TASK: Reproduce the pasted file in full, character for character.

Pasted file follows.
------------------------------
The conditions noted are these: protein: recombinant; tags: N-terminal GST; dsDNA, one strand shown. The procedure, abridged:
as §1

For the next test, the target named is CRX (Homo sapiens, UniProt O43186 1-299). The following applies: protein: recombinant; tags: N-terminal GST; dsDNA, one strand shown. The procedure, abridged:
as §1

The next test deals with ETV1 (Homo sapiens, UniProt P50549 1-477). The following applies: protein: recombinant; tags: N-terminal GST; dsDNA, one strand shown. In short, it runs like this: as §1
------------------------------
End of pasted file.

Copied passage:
The conditions noted are these: protein: recombinant; tags: N-terminal GST; dsDNA, one strand shown. The procedure, abridged:
as §1

For the next test, the target named is CRX (Homo sapiens, UniProt O43186 1-299). The following applies: protein: recombinant; tags: N-terminal GST; dsDNA, one strand shown. The procedure, abridged:
as §1

The next test deals with ETV1 (Homo sapiens, UniProt P50549 1-477). The following applies: protein: recombinant; tags: N-terminal GST; dsDNA, one strand shown. In short, it runs like this: as §1